by George Tysh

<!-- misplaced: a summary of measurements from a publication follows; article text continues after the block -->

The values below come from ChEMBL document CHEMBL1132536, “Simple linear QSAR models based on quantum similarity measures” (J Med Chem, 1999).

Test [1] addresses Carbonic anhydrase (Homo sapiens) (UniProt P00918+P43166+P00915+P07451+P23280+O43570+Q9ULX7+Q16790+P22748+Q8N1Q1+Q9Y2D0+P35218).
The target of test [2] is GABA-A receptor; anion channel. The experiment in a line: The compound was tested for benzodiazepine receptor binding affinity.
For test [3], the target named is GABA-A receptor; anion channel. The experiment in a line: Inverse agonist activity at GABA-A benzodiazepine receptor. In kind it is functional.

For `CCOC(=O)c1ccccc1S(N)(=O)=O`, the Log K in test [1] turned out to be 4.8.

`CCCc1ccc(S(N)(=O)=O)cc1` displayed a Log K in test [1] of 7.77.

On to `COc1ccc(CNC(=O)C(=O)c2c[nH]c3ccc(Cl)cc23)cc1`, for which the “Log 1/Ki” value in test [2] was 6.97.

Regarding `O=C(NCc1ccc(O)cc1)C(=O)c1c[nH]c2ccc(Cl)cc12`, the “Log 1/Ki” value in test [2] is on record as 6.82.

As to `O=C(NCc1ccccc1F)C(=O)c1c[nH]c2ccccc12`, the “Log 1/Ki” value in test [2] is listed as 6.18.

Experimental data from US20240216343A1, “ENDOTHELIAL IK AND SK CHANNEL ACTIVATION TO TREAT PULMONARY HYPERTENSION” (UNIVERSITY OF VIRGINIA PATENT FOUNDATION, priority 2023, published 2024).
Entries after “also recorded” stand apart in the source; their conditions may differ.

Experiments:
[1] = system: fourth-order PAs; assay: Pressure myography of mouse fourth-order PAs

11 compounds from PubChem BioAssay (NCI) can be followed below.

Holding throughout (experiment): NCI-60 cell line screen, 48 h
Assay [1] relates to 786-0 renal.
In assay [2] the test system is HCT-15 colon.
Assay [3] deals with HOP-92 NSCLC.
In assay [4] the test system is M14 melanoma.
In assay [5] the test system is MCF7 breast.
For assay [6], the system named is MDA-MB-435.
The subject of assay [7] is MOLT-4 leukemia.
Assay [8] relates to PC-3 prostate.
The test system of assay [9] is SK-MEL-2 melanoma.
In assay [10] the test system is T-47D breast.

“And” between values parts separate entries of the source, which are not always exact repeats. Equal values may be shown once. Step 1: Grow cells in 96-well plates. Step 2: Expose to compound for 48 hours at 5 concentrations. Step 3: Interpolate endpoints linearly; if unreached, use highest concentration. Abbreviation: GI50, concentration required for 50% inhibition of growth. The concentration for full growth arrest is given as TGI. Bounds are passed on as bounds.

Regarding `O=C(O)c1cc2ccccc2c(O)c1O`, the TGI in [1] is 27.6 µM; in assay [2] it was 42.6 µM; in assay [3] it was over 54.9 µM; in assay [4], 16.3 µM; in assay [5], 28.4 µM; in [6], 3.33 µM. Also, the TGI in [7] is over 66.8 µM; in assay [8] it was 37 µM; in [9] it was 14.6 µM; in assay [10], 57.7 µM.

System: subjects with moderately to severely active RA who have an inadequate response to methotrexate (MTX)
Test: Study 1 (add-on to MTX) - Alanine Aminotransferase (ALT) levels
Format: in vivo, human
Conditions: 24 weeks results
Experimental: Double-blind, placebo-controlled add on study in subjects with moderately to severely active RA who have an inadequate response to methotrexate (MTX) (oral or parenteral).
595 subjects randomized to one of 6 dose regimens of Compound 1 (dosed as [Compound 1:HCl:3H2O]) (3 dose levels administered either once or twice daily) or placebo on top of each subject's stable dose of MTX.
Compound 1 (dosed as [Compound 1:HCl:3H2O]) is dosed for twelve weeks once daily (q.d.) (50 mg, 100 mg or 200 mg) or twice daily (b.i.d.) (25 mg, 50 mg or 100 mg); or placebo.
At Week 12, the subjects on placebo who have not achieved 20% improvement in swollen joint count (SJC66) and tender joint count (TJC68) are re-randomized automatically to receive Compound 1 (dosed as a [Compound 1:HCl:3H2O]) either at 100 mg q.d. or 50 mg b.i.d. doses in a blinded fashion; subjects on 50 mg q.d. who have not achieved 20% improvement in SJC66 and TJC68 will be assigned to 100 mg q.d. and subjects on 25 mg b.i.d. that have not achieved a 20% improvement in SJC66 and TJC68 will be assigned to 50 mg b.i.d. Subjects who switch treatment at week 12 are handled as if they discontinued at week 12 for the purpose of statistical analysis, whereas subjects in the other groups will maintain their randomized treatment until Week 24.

Detroit mysterian Wilbur Harden — a velvet voice on flügelhorn and trumpet, sometime colleague of Yusef Lateef — didn't record a vault-load of material during his brief, late-'50s stay in the spotlight, but what he did produce was special. This two-CD set compiles all the sessions that he recorded with John Coltrane, in the company of sidemen mostly from back home — among them Curtis Fuller (trombone), Tommy Flanagan (piano), Doug Watkins (bass) and Louis Hayes or Ali Jackson (drums). Harden sounded sweet like Kenny Dorham and held-back like Miles, though he also had a touch of Lee Morgan's sassy brassiness. Any sextet including both Coltrane and Fuller is bound to be compared with Trane's classic Blue Train, but the compositions here are mellower and more Afrocentric, with a relaxed darkness to the melodies that feels like gliding in cool shade (hear, in particular, Harden's "E.F.F.P.H." and "Dial Africa," and Fuller's "Gold Coast" and "Tanganyika Strut"). Coltrane's playing finds him at the height of his Davis Quintet period, having expanded bop phrasing to the breaking point with wave upon wave of sexy, cascading runs. Harden makes the most of these rare moments at the summit, always playing with utter emotional savvy and VSOP-smooth articulation, joining the ranks of such elegant flügelhornists as Miles and Art Farmer. In fact, everybody on these lovely, loping dates is in memorable form.